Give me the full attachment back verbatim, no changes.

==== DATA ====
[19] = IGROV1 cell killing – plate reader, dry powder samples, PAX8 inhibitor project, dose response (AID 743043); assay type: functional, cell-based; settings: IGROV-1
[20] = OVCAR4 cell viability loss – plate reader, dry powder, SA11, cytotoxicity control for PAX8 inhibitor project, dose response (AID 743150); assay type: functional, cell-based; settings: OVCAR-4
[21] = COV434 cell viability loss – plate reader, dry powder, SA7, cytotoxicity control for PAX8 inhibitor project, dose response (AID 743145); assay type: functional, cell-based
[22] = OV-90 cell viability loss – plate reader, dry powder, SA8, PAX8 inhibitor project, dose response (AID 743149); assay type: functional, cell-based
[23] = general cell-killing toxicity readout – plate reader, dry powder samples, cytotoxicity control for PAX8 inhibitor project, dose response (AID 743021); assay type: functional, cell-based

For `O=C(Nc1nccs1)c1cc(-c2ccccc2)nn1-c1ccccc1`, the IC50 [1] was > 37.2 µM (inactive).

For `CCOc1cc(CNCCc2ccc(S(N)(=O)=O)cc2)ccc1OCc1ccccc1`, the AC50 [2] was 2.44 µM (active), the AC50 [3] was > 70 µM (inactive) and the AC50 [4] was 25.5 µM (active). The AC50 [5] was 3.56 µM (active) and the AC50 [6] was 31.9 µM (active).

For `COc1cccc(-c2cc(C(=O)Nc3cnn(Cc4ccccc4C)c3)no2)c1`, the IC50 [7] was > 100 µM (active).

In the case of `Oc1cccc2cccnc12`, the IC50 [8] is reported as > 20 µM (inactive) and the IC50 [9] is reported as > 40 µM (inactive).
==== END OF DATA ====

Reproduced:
[19] = IGROV1 cell killing – plate reader, dry powder samples, PAX8 inhibitor project, dose response (AID 743043); assay type: functional, cell-based; settings: IGROV-1
[20] = OVCAR4 cell viability loss – plate reader, dry powder, SA11, cytotoxicity control for PAX8 inhibitor project, dose response (AID 743150); assay type: functional, cell-based; settings: OVCAR-4
[21] = COV434 cell viability loss – plate reader, dry powder, SA7, cytotoxicity control for PAX8 inhibitor project, dose response (AID 743145); assay type: functional, cell-based
[22] = OV-90 cell viability loss – plate reader, dry powder, SA8, PAX8 inhibitor project, dose response (AID 743149); assay type: functional, cell-based
[23] = general cell-killing toxicity readout – plate reader, dry powder samples, cytotoxicity control for PAX8 inhibitor project, dose response (AID 743021); assay type: functional, cell-based

For `O=C(Nc1nccs1)c1cc(-c2ccccc2)nn1-c1ccccc1`, the IC50 [1] was > 37.2 µM (inactive).

For `CCOc1cc(CNCCc2ccc(S(N)(=O)=O)cc2)ccc1OCc1ccccc1`, the AC50 [2] was 2.44 µM (active), the AC50 [3] was > 70 µM (inactive) and the AC50 [4] was 25.5 µM (active). The AC50 [5] was 3.56 µM (active) and the AC50 [6] was 31.9 µM (active).

For `COc1cccc(-c2cc(C(=O)Nc3cnn(Cc4ccccc4C)c3)no2)c1`, the IC50 [7] was > 100 µM (active).

In the case of `Oc1cccc2cccnc12`, the IC50 [8] is reported as > 20 µM (inactive) and the IC50 [9] is reported as > 40 µM (inactive).